We also have a section called the frontal lobe. That section is largely what distinguishes us from the beasts. Our frontal lobe helps with higher cognitive reasoning, handles emotions, etc. When you’re in calculus, or when you’re at a new restaurant deciding what to order, or when you’re trying to get that riff just right on the guitar, your frontal lobe is fully engaged. The frontal lobe is also where we find higher human expressions like love, grace, and forgiveness.

Over time we train our brain to receive input and send it to the proper section. Example: what comes to mind when you read this word -

OBAMACARE

Depending on your experience with Obamacare, you felt something in the hypothalamus (fight or flight) or in the frontal lobe (higher cognitive processing). If you felt it in your hypothalamus, you probably had a physical reaction too. Your blood pressure went up. You shifted in your seat. You felt a subtle surge of adrenaline. You were ready to fight because your experience with that word has been negative and you’ve trained your brain to receive it in the hypothalamus. The second you saw it, you weren’t sure what I was going to do with the word, so your hypothalamus prepared for a fight.

(Interesting note: the Obama administration has consistently referred to the law as “The Affordable Care Act” because more people approve of the ACA than Obamacare, even though they’re the same law. Hypothalamus vs. Frontal Lobe)

But, if you’ve had a positive experience with the Affordable Care Act, your brain sent a signal to your frontal lobe. You probably thought about the health coverage you now have that you once couldn’t afford, or the joy you had at hearing it passed into law, or simply that you like Barack Obama and you want to see his policies succeed. Even if you have not had a good experience with Obamacare but are willing to weigh through the pros and cons, your brain will send it to the frontal lobe for higher processing.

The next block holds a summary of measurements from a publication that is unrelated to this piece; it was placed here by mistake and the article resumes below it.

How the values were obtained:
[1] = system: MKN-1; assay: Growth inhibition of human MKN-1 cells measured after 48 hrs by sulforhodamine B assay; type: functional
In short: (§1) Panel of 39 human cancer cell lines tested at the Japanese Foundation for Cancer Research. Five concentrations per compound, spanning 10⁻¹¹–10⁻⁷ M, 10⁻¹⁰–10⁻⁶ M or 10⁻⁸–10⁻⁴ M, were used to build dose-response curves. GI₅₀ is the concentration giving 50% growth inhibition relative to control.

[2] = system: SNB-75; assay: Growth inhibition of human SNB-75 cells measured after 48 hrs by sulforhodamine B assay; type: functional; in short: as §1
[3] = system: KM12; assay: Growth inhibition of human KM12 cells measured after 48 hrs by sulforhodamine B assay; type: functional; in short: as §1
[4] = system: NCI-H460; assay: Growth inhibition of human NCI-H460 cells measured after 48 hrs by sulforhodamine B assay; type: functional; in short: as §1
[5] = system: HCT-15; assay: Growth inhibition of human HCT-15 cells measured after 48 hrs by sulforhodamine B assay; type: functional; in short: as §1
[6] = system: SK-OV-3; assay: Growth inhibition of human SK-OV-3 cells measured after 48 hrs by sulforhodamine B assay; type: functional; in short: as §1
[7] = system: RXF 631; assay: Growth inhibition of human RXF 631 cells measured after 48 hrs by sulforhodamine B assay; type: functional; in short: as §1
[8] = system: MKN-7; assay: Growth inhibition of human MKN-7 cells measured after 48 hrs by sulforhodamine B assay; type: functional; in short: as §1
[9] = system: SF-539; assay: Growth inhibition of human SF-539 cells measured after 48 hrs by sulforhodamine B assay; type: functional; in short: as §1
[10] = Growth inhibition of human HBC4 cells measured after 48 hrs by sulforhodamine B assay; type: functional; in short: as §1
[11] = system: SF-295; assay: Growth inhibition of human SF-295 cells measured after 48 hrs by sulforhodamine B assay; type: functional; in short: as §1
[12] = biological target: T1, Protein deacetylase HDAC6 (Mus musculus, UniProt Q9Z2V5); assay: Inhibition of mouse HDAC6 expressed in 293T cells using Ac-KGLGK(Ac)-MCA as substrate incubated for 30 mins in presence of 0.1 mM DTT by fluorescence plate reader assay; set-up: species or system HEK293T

Here’s what’s fascinating: those two parts of the brain cannot work simultaneously. When one is engaged, the other shuts down.

Consider the implications of this. We train our brain to send signals to one part or the other based on our experience, and the two parts cannot work simultaneously. When it comes to politics, most of us have politicians we either support or despise. There are political figures and pundits who, when they start talking, I stop listening. It’s true. I don’t think I’m alone in this. And I believe it’s because we have trained our brains to send some people to the hypothalamus, and others to the VIP lounge of the frontal lobe. Why do partisan people point out the specks in the other party’s eye while ignoring the log in their own? Because the frontal lobe is far more forgiving than the hypothalamus.

Think about your child. You’re thinking (hopefully) in the frontal lobe. You’re thinking about the latest stage of development they reached, or the art project they brought home, or the way they finally seem to understand what you’ve been teaching them for so long.

But what about the bully at school that made your child cry every day last week? Hello, Hypothalamus!

Now think about this in the context of Christianity. When the world sees this word:

CHRISTIAN

do they receive it in the hypothalamus or in the frontal lobe? Have we “trained” the world to love us or fear us, to listen to what we say or to engage flight mode and get as far away as possible?

The frontal lobe is usually for people who:

1) Love us in a way that makes us feel loved

2) Treat us with generosity and respect

Typically, the hypothalamus is for people who:

1) Judge us from afar

2) Treat us as inferior

I think it’s essential for Christians to start acting in a way that sends us to the world’s frontal lobe and gets us out of the hypothalamus. We are often so bent on being right that we forget to love. We have conditioned ourselves to fight for our “rights” even at the expense of others. Yet that’s the opposite life that Jesus calls us to. We get to be people who lay down our lives, give up our rights, and trust that love will always win in the end.

I don’t know about the rest of you, but I’m not drawn to people who are always right. I’m drawn to people who are always kind, always generous, always humble, always forgiving. When Jesus said to treat others how you want to be treated, it was because nobody wants to listen to a jerk. People were drawn to Jesus because he knew how to love better than everybody else. Wouldn’t that be a great slogan for the Church – “We know how to love better than everybody else!” Imagine if the whole world looked to us when it needed to know how to love, how to forgive, how to show grace, how to give mercy, how to help the needy, how to welcome the outcast. What if people couldn’t stay away, whether they believe in God or not, because the human heart simply cannot resist that level of love.

I’d like that sort of Church. And, if I had to guess, so would the rest of the world.

Two Days with Rob Bell

I did it.

I saw it promoted for a couple years, and I always thought “Two Days with Rob Bell” sounded a little pretentious. But then he changed the name from “Two Days with Rob Bell” to “Craft Lab.”

I was sold!